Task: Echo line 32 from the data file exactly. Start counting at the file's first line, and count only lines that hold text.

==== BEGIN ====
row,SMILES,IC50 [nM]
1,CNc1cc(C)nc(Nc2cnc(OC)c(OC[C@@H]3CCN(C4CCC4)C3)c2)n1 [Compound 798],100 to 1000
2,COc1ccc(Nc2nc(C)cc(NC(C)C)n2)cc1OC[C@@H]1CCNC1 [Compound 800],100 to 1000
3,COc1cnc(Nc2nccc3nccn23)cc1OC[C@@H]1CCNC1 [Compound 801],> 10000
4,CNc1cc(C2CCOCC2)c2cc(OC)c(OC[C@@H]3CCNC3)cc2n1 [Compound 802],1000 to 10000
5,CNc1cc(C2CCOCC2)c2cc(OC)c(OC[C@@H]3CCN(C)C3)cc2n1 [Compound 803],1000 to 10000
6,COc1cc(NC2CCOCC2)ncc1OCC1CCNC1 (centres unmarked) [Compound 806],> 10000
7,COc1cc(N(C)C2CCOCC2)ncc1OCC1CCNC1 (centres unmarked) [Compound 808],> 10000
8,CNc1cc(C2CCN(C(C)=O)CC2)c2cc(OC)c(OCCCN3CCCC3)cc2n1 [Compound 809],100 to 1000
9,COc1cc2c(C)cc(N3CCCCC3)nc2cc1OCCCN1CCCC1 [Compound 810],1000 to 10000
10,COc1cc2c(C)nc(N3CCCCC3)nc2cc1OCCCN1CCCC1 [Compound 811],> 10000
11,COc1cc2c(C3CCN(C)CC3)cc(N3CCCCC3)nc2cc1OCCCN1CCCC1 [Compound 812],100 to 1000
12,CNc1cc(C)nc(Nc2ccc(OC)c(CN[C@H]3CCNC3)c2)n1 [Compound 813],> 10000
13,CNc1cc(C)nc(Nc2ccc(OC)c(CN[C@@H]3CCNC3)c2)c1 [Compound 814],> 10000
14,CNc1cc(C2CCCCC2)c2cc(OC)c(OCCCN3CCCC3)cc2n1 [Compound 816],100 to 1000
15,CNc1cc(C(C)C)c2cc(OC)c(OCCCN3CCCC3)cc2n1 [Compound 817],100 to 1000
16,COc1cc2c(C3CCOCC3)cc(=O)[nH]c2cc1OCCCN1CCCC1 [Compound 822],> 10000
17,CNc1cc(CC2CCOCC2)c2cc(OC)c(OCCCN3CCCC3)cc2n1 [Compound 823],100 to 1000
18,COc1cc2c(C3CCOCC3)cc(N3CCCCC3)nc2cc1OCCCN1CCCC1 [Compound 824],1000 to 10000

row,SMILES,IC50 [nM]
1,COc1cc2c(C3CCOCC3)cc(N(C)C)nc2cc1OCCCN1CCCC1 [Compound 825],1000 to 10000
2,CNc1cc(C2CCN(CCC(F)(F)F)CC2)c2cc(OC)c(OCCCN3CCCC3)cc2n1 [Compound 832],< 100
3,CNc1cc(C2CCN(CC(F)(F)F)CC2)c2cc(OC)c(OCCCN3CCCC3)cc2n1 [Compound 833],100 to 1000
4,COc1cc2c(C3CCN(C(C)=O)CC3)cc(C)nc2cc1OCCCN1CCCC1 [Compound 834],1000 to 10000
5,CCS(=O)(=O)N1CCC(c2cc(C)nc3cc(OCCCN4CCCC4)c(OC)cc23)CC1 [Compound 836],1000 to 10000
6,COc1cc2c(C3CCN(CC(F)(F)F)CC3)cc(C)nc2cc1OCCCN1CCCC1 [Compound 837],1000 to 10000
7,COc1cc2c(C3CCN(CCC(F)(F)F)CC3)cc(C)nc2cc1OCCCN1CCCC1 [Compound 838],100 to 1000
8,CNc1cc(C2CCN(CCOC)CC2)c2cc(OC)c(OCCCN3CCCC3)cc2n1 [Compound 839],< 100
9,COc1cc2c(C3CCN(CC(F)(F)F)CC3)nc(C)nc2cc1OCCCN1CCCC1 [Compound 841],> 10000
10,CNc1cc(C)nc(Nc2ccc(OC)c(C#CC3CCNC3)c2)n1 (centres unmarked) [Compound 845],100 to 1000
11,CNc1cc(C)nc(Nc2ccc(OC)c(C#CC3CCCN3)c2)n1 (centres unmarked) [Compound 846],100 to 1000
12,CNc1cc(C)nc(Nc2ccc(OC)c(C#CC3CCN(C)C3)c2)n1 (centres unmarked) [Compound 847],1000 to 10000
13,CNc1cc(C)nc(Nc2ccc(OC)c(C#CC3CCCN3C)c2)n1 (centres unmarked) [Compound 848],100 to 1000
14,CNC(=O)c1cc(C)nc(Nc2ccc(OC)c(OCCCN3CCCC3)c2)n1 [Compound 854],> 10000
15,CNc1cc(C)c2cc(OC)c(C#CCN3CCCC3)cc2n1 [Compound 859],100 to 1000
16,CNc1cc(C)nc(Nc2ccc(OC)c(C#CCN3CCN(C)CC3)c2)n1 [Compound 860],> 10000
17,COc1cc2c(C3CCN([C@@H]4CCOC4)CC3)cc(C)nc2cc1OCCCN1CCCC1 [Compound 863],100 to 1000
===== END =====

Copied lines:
12,CNc1cc(C)nc(Nc2ccc(OC)c(C#CC3CCN(C)C3)c2)n1 (centres unmarked) [Compound 847],1000 to 10000